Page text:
Levels of TLP are increased in patients with active TB compared to no TB controls

We assayed stored plasma samples from the HIV IMPAACT P1041 trial for the presence of TLP. The median plasma levels of TLP was 494 ng/mL in control subjects, and 2.7 fold higher in active TB subjects (Fig. 3A). The difference between control subjects and active TB subjects is significant (p < 0.001). The receiver operating characteristic (ROC) analysis describes the relationship between the sensitivity and specificity at any cut-off values. An ROC curve of TLP concentration for active TB versus control subjects is presented in Fig. 3B. The area under the ROC curve (AUC) is 0.86 (95% CI 0.75–0.97, p < 0.0001). An optimal cutoff of 1064 ng/mL rendered 71% sensitivity and 88% specificity. Alternatively, a cutoff of 1230 ng/mL provided 57% sensitivity and 96% specificity.

Fig. 3
figure 3

Retrospective analysis of P1041 HIV positive plasma samples. A Plasma levels of TLP in HIV positive subjects clinically diagnosed probably having active stage tuberculosis disease (TB) and not having TB (noTB). Individual patients are depicted as dots with group mean. The dashed line represents the detection limit of the assay. *** p < 0.001. B ROC curve of TLP concentration for active TB versus control subjects of HIV positive patients. AUC, area under curve. The dashed line represents the no-discrimination line from the left bottom to the top right corners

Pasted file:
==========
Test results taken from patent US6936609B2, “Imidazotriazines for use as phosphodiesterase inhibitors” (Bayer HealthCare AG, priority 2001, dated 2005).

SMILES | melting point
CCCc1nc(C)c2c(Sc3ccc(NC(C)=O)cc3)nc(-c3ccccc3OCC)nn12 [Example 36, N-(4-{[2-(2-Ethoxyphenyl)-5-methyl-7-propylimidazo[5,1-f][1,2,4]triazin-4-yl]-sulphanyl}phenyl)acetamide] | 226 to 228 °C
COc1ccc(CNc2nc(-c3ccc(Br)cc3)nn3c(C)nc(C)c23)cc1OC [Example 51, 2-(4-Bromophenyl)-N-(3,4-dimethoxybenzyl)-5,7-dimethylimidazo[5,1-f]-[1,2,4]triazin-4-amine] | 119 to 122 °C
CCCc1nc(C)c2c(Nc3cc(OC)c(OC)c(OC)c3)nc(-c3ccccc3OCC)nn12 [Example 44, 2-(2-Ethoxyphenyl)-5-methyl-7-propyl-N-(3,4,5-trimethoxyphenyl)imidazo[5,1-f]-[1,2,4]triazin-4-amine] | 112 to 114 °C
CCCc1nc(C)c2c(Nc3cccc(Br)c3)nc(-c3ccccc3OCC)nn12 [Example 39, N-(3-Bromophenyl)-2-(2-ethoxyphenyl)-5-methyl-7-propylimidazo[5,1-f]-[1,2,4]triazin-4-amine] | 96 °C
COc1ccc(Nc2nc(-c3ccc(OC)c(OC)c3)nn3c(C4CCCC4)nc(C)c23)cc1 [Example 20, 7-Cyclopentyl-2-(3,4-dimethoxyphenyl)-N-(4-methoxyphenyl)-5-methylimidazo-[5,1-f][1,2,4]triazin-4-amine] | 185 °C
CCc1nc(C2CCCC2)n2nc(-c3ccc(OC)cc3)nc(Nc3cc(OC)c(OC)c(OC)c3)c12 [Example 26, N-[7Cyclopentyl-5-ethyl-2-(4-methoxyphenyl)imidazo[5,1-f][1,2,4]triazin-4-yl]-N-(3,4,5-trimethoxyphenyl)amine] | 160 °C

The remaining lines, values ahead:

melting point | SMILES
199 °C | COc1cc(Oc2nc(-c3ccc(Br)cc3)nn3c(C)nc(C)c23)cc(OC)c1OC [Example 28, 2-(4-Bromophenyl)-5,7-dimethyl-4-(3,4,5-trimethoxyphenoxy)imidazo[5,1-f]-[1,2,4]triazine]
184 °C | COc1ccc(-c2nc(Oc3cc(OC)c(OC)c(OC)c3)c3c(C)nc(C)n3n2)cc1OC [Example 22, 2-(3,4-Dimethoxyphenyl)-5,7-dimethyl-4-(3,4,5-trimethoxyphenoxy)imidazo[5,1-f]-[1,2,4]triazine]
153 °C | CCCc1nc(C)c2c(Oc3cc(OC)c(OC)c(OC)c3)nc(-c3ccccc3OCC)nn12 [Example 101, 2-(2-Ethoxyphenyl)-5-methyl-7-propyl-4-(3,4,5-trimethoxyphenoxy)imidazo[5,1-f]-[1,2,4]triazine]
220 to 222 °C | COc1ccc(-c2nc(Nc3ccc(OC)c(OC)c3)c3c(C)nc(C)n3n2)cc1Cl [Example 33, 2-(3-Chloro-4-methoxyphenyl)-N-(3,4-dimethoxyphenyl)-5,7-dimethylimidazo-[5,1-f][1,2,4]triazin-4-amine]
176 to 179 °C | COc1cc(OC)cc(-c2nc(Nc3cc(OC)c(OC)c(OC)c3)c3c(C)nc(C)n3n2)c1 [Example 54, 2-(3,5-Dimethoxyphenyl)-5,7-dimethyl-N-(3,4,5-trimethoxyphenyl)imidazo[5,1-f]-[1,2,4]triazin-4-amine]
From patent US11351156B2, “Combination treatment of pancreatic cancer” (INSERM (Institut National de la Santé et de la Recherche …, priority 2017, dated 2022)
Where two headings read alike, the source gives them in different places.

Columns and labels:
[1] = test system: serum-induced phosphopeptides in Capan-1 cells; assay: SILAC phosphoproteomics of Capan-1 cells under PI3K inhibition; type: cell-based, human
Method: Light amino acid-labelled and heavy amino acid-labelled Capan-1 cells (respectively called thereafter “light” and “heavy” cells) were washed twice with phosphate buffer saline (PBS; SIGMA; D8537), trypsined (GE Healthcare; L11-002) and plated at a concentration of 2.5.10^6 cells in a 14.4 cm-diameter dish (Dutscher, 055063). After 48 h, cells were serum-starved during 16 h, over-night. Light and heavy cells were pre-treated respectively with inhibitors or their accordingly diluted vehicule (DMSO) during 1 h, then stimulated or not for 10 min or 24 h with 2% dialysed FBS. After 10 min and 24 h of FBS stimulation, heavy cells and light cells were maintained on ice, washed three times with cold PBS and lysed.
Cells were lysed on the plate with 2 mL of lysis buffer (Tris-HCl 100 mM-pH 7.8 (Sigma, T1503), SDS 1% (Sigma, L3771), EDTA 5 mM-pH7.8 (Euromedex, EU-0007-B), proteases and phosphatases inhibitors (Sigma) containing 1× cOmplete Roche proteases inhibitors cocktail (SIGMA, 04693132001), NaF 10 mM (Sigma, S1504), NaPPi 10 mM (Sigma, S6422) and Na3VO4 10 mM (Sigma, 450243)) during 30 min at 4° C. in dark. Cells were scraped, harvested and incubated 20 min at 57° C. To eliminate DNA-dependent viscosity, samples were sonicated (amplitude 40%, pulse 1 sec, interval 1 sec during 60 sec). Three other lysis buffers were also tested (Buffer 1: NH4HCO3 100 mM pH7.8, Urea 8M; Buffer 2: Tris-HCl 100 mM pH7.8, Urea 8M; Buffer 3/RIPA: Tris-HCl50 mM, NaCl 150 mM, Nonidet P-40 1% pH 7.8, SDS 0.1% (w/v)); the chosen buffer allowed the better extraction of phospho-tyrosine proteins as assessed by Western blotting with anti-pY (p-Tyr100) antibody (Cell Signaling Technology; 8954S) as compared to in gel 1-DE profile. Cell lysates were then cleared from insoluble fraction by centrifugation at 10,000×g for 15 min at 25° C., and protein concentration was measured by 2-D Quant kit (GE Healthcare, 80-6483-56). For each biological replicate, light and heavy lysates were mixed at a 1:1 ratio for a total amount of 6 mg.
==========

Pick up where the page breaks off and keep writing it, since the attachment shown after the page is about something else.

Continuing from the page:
We also monitored apoB levels, i.e., LDL levels, of all the samples using Human apoB ELISA kits (ab190806, Abcam) and found there was no linear correlation between TLP and apoB levels (Additional file 1: Figure S6A), suggesting that plasma LDL fluctuation does not interfere with TLP detection. There is a weak correlation between TLP levels and time before or after diagnosis (Additional file 1: Figure S6B). The samples collected before diagnosis may represent disease progression from no infection or infection but without clinical signs of disease to outward manifestation of disease. Samples collected after diagnosis may represent a mixed outcome of disease progression and anti- tubercular treatment. We do not have additional sample sets to demonstrate if anti-tubercular treatment affects TLP levels. However, the discrimination of TLP levels between control subjects and active TB subjects (post diagnosis with treatment less than 40 weeks) was improved with the exclusion of samples collected after 40 weeks of treatment (p < 0.0001), which may represent patients clear of TB (Additional file 1: Figure S6). ROC (Receiver operating characteristic) analysis provided an AUC (area under the ROC curve) of 0.88 (95% CI 0.76–0.99, p < 0.0001). An optimal cutoff of 632 ng/mL gave 67% sensitivity and 93% specificity. The results provide further evidence that TLP levels are associated with active TB disease. Overall, the results clearly highlight the potential of TLP as a biomarker in the diagnosis of active TB in HIV positive children.

Discussion and conclusions